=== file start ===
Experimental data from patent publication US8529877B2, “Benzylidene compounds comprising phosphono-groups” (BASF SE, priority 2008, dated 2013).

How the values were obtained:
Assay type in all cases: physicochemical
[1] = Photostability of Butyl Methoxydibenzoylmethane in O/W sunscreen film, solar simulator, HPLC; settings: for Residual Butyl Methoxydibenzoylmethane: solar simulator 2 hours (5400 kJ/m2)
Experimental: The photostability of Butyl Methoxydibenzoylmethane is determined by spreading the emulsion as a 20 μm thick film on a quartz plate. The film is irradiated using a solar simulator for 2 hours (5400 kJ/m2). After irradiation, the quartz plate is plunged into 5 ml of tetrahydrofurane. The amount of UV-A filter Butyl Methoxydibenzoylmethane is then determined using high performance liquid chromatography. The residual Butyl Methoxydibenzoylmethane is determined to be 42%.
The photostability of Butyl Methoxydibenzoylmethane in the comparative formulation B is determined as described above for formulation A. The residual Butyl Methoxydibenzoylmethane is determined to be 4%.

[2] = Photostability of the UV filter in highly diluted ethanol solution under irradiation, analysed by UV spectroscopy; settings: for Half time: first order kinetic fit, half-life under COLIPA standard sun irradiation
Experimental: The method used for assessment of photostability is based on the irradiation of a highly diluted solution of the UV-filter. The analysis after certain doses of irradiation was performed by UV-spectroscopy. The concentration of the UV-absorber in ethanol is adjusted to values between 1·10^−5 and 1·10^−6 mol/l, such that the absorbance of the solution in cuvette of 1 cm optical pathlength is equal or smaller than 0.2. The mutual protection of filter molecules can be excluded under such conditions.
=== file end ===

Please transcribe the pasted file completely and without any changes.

Experimental data from patent publication US8529877B2, “Benzylidene compounds comprising phosphono-groups” (BASF SE, priority 2008, dated 2013).

How the values were obtained:
Assay type in all cases: physicochemical
[1] = Photostability of Butyl Methoxydibenzoylmethane in O/W sunscreen film, solar simulator, HPLC; settings: for Residual Butyl Methoxydibenzoylmethane: solar simulator 2 hours (5400 kJ/m2)
Experimental: The photostability of Butyl Methoxydibenzoylmethane is determined by spreading the emulsion as a 20 μm thick film on a quartz plate. The film is irradiated using a solar simulator for 2 hours (5400 kJ/m2). After irradiation, the quartz plate is plunged into 5 ml of tetrahydrofurane. The amount of UV-A filter Butyl Methoxydibenzoylmethane is then determined using high performance liquid chromatography. The residual Butyl Methoxydibenzoylmethane is determined to be 42%.
The photostability of Butyl Methoxydibenzoylmethane in the comparative formulation B is determined as described above for formulation A. The residual Butyl Methoxydibenzoylmethane is determined to be 4%.

[2] = Photostability of the UV filter in highly diluted ethanol solution under irradiation, analysed by UV spectroscopy; settings: for Half time: first order kinetic fit, half-life under COLIPA standard sun irradiation
Experimental: The method used for assessment of photostability is based on the irradiation of a highly diluted solution of the UV-filter. The analysis after certain doses of irradiation was performed by UV-spectroscopy. The concentration of the UV-absorber in ethanol is adjusted to values between 1·10^−5 and 1·10^−6 mol/l, such that the absorbance of the solution in cuvette of 1 cm optical pathlength is equal or smaller than 0.2. The mutual protection of filter molecules can be excluded under such conditions.